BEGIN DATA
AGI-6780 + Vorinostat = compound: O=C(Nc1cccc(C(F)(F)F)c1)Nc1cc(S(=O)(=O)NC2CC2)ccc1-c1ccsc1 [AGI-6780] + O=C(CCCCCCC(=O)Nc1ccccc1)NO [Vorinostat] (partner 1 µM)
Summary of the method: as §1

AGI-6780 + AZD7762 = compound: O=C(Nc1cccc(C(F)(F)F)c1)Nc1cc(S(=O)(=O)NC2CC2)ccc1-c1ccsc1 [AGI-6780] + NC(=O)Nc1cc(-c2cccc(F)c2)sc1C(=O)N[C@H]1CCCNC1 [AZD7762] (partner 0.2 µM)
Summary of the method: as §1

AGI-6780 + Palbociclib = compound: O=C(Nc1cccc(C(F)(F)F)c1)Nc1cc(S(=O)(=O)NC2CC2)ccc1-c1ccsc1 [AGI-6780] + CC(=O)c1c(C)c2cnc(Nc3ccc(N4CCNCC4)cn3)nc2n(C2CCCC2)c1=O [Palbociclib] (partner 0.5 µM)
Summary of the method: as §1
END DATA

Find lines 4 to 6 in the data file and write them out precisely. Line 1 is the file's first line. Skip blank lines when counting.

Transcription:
Summary of the method: as §1

AGI-6780 + Palbociclib = compound: O=C(Nc1cccc(C(F)(F)F)c1)Nc1cc(S(=O)(=O)NC2CC2)ccc1-c1ccsc1 [AGI-6780] + CC(=O)c1c(C)c2cnc(Nc3ccc(N4CCNCC4)cn3)nc2n(C2CCCC2)c1=O [Palbociclib] (partner 0.5 µM)
Summary of the method: as §1